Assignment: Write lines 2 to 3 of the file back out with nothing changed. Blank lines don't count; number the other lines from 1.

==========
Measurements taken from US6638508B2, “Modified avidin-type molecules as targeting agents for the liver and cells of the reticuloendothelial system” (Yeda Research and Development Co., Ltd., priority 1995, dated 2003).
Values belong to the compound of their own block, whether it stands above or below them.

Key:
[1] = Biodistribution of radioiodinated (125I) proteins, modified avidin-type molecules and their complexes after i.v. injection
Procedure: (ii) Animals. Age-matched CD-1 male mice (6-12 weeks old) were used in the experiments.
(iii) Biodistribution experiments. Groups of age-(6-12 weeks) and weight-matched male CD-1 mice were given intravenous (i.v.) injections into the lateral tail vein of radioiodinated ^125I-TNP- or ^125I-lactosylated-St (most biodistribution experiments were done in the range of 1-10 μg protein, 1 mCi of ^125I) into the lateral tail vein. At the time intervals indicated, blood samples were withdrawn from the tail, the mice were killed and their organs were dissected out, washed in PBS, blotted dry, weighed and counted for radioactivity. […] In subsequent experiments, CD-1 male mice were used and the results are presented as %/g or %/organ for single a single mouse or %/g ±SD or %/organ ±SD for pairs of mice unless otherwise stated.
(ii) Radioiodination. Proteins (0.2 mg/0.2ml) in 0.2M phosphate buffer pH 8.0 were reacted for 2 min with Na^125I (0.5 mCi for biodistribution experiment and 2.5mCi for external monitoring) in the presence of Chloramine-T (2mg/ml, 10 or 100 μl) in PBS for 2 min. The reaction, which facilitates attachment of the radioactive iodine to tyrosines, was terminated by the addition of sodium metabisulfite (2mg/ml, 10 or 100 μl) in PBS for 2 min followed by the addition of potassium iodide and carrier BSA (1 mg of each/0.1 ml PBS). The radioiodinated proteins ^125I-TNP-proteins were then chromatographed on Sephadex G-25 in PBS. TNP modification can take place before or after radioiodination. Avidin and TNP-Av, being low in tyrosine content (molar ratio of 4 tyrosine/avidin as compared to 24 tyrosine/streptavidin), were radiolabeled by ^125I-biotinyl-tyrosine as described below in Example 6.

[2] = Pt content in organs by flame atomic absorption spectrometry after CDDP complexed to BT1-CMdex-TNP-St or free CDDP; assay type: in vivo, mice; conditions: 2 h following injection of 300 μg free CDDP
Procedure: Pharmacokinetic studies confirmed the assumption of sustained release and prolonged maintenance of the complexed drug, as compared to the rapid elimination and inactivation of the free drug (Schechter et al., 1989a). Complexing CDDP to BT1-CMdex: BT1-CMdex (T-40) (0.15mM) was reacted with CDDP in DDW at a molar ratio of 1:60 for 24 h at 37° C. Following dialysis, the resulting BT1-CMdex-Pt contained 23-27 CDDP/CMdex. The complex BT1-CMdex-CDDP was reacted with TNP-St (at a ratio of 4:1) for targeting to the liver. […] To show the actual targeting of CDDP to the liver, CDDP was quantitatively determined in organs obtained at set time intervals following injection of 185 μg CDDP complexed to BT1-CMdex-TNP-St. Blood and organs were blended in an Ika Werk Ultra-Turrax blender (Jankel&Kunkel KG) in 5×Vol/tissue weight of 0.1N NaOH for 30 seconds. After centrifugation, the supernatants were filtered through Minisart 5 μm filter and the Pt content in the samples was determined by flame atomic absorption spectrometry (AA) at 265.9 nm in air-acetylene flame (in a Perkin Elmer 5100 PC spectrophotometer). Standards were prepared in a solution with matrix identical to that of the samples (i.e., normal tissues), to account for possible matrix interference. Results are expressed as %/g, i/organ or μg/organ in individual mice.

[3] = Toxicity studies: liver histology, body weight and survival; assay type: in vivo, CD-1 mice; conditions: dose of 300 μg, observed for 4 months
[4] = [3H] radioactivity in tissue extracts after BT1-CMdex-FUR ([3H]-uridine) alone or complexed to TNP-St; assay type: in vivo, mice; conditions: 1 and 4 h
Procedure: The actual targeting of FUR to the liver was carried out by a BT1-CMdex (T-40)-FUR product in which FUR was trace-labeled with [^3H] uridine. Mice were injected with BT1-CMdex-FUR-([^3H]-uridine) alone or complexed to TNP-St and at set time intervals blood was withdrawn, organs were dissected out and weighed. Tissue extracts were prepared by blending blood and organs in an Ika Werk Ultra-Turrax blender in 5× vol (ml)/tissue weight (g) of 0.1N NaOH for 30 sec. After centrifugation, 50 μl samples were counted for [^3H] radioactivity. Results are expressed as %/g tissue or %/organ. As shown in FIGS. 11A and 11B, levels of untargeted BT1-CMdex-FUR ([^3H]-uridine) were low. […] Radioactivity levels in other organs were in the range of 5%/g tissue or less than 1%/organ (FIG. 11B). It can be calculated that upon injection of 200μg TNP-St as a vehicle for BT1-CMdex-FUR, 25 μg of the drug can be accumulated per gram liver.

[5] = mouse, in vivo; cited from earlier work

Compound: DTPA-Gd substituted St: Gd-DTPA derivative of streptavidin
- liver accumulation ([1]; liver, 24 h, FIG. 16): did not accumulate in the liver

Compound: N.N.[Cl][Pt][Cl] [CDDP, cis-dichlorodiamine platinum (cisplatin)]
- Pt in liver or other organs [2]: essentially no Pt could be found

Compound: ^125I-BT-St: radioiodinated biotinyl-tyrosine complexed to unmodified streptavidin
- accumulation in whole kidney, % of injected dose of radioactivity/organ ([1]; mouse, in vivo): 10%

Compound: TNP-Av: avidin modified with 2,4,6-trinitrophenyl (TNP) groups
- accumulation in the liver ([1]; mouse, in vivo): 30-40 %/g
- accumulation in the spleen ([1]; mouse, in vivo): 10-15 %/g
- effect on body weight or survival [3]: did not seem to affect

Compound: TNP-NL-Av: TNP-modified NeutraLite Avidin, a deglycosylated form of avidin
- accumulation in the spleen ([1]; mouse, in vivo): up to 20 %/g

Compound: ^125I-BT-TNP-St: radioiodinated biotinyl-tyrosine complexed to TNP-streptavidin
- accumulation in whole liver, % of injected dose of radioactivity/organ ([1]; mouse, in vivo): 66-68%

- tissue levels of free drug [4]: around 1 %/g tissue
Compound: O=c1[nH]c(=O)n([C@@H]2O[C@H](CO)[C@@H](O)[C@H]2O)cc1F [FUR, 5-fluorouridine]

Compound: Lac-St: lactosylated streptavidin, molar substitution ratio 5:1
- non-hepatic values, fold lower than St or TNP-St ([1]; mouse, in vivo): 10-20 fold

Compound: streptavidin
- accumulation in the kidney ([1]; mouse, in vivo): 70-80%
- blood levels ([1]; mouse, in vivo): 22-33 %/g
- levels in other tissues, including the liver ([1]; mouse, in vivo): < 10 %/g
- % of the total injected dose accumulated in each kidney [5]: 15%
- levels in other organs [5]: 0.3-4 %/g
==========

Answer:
Values belong to the compound of their own block, whether it stands above or below them.

Key: